The more obvious reason is that there are already so many books out on the market, and every time you send out a query, you’re making a case that despite all the books already available, the agent/editor should take a chance on you and your book. And if you don’t give the reader something new, your case won’t be very strong.

Here’s an example of a description that won’t grab my interest: describing a wolf as “lupine.” Lupine means wolf-like, so this is basically saying: the wolf is like a wolf. If you described a sparrow as lupine, I’d be intrigued, because I’d be thinking “how can a tiny little bird be wolf-like?” (Of course, you’d need to be able to explain this. Maybe you could describe the bird’s feathers as sticking up like fur, a certain fierceness in the sparrow’s eyes and posture, etc.)

Other descriptions that won’t catch my eye: majestic mountains, a glowing moon, fierce waves, a blinding sun. These aren’t tautologies the way lupine = wolf, but they are adjectives that are commonly used with those nouns, so they don’t show me something new. If I saw mountains described as wimpy, I might be intrigued. It’s not necessarily about describing something the opposite way it’s commonly described, it’s about describing it in a way that it isn’t commonly described, which then tells me something about the protagonist and how he/she views the world.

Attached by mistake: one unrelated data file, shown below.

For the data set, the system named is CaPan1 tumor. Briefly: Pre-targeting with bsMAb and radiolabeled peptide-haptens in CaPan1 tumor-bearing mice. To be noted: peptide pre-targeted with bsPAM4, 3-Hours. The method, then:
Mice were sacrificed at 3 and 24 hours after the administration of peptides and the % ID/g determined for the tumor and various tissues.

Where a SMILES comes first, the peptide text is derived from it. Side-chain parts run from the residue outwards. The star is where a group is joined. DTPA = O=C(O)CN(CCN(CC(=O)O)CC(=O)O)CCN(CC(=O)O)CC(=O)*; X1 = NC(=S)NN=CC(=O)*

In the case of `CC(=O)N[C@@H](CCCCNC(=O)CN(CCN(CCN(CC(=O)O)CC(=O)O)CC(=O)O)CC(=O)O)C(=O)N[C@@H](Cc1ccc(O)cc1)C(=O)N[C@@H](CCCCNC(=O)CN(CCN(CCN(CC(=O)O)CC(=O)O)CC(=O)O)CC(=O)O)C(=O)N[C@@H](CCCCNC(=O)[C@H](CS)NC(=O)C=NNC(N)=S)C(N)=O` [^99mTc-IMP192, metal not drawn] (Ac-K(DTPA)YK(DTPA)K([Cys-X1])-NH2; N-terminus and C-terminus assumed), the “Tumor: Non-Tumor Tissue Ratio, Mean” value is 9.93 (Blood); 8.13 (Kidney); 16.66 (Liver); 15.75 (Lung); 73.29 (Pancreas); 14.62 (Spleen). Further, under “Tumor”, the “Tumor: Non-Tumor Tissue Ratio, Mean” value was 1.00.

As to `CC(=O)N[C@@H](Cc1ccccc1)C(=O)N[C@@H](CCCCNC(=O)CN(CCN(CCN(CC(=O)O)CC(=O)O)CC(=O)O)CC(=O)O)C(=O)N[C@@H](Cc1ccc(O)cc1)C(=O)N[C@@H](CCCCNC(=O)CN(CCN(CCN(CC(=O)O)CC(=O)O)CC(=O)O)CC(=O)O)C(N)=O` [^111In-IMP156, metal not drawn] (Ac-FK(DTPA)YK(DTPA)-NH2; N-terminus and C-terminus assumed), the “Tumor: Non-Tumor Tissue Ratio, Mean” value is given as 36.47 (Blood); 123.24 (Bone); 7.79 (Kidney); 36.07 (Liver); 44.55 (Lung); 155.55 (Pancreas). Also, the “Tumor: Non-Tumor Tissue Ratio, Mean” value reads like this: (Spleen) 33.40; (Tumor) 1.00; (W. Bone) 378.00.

And this doesn’t just apply to how you use adjectives to describe nouns, it can and should be a new way of thinking about description period.

Telling Writing
The old adage of “show, don’t tell” is one I urge writers to really internalize. Telling writing explains to the reader who the characters are and what they feel, which doesn’t actually put the reader in the character’s head space. Showing writing, on the other hand, allows the reader to see/smell/touch/taste/hear what the character is seeing/smelling/touching/tasting/hearing. With telling writing, the reader stays outside of the character. With showing writing, the reader becomes the character.

Here’s an example of telling writing: “He felt scared and alone.” Do you feel scared and alone when you read that? Probably not. Because you don’t know what scared and alone means for that character, you don’t know what it feels like for that character.